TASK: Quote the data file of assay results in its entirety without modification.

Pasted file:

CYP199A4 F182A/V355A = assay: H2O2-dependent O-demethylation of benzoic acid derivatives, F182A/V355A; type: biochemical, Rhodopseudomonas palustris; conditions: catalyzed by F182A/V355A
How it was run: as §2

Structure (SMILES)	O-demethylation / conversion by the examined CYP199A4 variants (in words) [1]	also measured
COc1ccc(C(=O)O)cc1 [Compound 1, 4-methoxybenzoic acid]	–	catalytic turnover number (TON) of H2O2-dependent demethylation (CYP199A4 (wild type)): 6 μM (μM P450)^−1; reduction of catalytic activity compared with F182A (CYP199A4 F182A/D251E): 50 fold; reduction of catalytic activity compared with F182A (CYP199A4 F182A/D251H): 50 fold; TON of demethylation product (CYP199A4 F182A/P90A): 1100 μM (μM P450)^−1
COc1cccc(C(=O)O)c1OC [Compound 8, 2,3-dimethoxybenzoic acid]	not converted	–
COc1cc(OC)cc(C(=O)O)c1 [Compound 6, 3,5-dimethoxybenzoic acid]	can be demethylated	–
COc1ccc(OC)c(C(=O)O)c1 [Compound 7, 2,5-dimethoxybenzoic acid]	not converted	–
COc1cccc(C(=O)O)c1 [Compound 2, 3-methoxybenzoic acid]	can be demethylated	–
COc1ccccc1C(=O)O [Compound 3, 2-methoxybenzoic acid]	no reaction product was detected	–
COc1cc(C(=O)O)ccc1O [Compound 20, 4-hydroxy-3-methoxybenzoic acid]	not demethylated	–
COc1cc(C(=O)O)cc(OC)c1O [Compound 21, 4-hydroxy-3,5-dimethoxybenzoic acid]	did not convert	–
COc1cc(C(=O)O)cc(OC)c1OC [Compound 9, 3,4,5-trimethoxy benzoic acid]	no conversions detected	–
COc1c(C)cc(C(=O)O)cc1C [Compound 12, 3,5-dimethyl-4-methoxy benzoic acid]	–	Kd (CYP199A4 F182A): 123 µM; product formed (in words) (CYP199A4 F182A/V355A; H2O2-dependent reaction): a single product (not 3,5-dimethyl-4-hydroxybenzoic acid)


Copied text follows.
CYP199A4 F182A/V355A = assay: H2O2-dependent O-demethylation of benzoic acid derivatives, F182A/V355A; type: biochemical, Rhodopseudomonas palustris; conditions: catalyzed by F182A/V355A
How it was run: as §2

Structure (SMILES)	O-demethylation / conversion by the examined CYP199A4 variants (in words) [1]	also measured
COc1ccc(C(=O)O)cc1 [Compound 1, 4-methoxybenzoic acid]	–	catalytic turnover number (TON) of H2O2-dependent demethylation (CYP199A4 (wild type)): 6 μM (μM P450)^−1; reduction of catalytic activity compared with F182A (CYP199A4 F182A/D251E): 50 fold; reduction of catalytic activity compared with F182A (CYP199A4 F182A/D251H): 50 fold; TON of demethylation product (CYP199A4 F182A/P90A): 1100 μM (μM P450)^−1
COc1cccc(C(=O)O)c1OC [Compound 8, 2,3-dimethoxybenzoic acid]	not converted	–
COc1cc(OC)cc(C(=O)O)c1 [Compound 6, 3,5-dimethoxybenzoic acid]	can be demethylated	–
COc1ccc(OC)c(C(=O)O)c1 [Compound 7, 2,5-dimethoxybenzoic acid]	not converted	–
COc1cccc(C(=O)O)c1 [Compound 2, 3-methoxybenzoic acid]	can be demethylated	–
COc1ccccc1C(=O)O [Compound 3, 2-methoxybenzoic acid]	no reaction product was detected	–
COc1cc(C(=O)O)ccc1O [Compound 20, 4-hydroxy-3-methoxybenzoic acid]	not demethylated	–
COc1cc(C(=O)O)cc(OC)c1O [Compound 21, 4-hydroxy-3,5-dimethoxybenzoic acid]	did not convert	–
COc1cc(C(=O)O)cc(OC)c1OC [Compound 9, 3,4,5-trimethoxy benzoic acid]	no conversions detected	–
COc1c(C)cc(C(=O)O)cc1C [Compound 12, 3,5-dimethyl-4-methoxy benzoic acid]	–	Kd (CYP199A4 F182A): 123 µM; product formed (in words) (CYP199A4 F182A/V355A; H2O2-dependent reaction): a single product (not 3,5-dimethyl-4-hydroxybenzoic acid)